Winding Oak's Bookology Magazine

Pop-up Books

Our household’s fas­ci­na­tion with pop-up books came as a sur­prise to me. As a child I didn’t like them much. We had a few—one was Sleep­ing Beau­ty, I think. But they popped with bor­ing mod­esty and they always had these tabs that you pulled to make things move, only my broth­er pulled them too hard and so they didn’t do any­thing besides pull in and out. Dis­tinct­ly dis­ap­point­ing.

But #1 Son received Robert Sabuda’s The Christ­mas Alpha­bet for his first Christ­mas. He was ten months old. We were still at the stage where I was singing cheer­ful­ly, “Books are for read­ing, not for eat­ing!” every time we sat down to read. He loved books…with all his sens­es. But when I opened The Christ­mas Alpha­bet he sat back on the couch in amazement—his mouth opened in sur­prise, but not because he want­ed to eat the pop-ups. When he man­aged to tear his eyes away from the fan­tas­tic paper cre­ations that stood up on each page, he looked at me as if to say, “What have we been doing all this time with those tasty two-dimen­sion­al books?!”

I taught him how to use one gen­tle fin­ger to lift the flaps, open the doors, turn the pages….. I think this might’ve been instru­men­tal in him becom­ing such a gen­tle giant, actu­al­ly. (He’s 6’6”+ these days!) Our pop-ups remain in stel­lar con­di­tion.

Over the years we added to our col­lec­tion. More Robert Sabu­da, of course—Cook­ie Count, A Tasty Pop-up became our all-time favorite, I’d say—the gin­ger­bread house can be enjoyed from all sides! But we also pro­cured many of the clas­sics—Alice in Won­der­land, Wiz­ard of Oz, Peter Pan, Moth­er Goose Rhymes—and some gen­er­al learn­ing ones, too, like an atlas, some­thing about dinosaurs or drag­ons (I can’t remem­ber which, and I can’t find it—maybe #1 Son took it to col­lege?), and sev­er­al more hol­i­day books.

In short, we are fans. Dar­ling Daugh­ter once spent most of a spring break mak­ing pop-ups off of the plans on Sabuda’s web­site. Part engi­neer­ing, part origa­mi, part art, pop-ups are end­less­ly fas­ci­nat­ing. She’d prob­a­bly do it on her spring break next week if I left the tab open on the com­put­er.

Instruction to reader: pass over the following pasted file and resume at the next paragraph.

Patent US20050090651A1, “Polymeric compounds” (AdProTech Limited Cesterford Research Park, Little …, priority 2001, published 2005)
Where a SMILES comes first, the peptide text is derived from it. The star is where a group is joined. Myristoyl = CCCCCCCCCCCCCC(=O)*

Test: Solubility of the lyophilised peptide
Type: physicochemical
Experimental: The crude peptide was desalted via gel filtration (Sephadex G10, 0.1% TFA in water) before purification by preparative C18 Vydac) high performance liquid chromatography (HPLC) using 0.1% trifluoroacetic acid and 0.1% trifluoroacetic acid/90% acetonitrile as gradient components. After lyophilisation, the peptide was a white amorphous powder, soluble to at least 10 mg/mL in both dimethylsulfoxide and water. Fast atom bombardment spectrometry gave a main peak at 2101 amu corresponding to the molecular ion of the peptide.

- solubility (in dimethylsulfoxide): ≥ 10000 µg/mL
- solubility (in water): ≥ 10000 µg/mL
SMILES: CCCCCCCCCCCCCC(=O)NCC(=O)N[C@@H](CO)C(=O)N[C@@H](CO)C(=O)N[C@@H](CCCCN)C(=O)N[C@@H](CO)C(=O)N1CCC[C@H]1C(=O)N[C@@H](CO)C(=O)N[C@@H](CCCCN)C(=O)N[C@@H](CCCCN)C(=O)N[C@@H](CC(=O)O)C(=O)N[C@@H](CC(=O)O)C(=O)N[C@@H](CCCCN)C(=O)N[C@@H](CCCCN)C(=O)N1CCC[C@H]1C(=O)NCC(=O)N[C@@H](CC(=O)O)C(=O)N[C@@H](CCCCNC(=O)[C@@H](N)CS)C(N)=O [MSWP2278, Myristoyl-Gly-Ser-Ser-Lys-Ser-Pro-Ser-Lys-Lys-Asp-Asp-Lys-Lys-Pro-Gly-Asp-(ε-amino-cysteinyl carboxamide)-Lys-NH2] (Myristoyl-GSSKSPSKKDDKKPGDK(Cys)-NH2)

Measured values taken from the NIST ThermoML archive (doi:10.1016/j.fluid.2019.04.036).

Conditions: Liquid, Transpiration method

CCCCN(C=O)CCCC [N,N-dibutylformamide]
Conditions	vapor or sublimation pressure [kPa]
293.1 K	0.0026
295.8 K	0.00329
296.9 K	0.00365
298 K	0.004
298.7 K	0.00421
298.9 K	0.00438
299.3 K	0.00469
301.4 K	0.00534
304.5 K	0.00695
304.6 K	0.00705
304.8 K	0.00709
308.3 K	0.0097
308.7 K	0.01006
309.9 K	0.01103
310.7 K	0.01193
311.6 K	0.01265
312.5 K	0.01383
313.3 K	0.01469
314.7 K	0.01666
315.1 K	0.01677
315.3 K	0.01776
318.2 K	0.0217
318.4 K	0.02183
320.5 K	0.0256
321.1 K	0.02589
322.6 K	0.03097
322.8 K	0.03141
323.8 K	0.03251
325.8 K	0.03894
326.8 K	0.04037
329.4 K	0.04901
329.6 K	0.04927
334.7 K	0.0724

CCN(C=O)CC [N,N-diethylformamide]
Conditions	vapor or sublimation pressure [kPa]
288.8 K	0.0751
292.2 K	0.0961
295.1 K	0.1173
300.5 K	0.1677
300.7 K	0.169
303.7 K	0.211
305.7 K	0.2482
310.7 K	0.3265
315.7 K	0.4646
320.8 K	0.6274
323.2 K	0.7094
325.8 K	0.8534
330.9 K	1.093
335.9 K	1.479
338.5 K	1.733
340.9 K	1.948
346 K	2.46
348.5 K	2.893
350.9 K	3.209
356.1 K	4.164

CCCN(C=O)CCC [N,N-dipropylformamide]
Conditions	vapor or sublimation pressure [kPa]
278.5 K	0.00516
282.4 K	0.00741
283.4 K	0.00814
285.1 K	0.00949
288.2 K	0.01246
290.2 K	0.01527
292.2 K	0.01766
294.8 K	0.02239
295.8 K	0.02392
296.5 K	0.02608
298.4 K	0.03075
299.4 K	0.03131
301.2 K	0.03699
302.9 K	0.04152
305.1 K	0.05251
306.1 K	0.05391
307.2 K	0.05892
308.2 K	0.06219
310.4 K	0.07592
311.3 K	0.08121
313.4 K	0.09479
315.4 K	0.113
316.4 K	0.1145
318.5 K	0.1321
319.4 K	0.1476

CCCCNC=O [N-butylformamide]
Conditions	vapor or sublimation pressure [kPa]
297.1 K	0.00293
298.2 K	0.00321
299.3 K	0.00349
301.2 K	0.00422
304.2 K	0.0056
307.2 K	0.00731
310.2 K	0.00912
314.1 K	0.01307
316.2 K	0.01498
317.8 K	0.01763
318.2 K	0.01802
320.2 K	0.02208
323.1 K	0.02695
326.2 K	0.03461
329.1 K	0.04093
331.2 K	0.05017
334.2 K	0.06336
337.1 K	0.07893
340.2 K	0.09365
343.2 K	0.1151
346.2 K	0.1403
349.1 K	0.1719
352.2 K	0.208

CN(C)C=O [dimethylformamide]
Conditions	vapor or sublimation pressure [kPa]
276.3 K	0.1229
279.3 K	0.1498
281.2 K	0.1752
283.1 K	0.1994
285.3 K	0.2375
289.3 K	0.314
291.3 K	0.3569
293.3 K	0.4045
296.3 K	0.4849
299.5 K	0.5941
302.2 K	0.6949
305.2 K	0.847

It’s hard to have pop-ups at the library, of course. There’s always the child who pulls too hard, turns the page too fast and refolds the folds or breaks the spine. If they weren’t so expen­sive I’d say we should just let them get trashed and replace them…but I get bud­gets. How­ev­er, it’d make a great spe­cial event at the library—an after­noon of mak­ing pop-ups, read­ing them, then shar­ing them with friends…. I’d sign up and go myself! Now that I’ve pulled all of ours out though…I might still be busy here!

3 Responses to Pop-up Books

  1. David LaRochelle March 24, 2017 at 12:23 pm #

    Anoth­er won­der­ful resource for cre­at­ing your own pop-up books is “The Ele­ments of Pop-Up” by David Carter and James Diaz. And my all time favorite pop-up it Paul Zelinsky’s “Knick Knack Pad­dy Wack!” Inge­nious!

    • Melanie March 24, 2017 at 12:47 pm #

      Those are both new to me, David–thanks for pass­ing on the rec­om­men­da­tion!

    • John May 7, 2017 at 11:47 pm #

      Knick Knack Pad­dy Wack is not a pop-up book, it is a pull-tab book. They are vast­ly dif­fer­ent.

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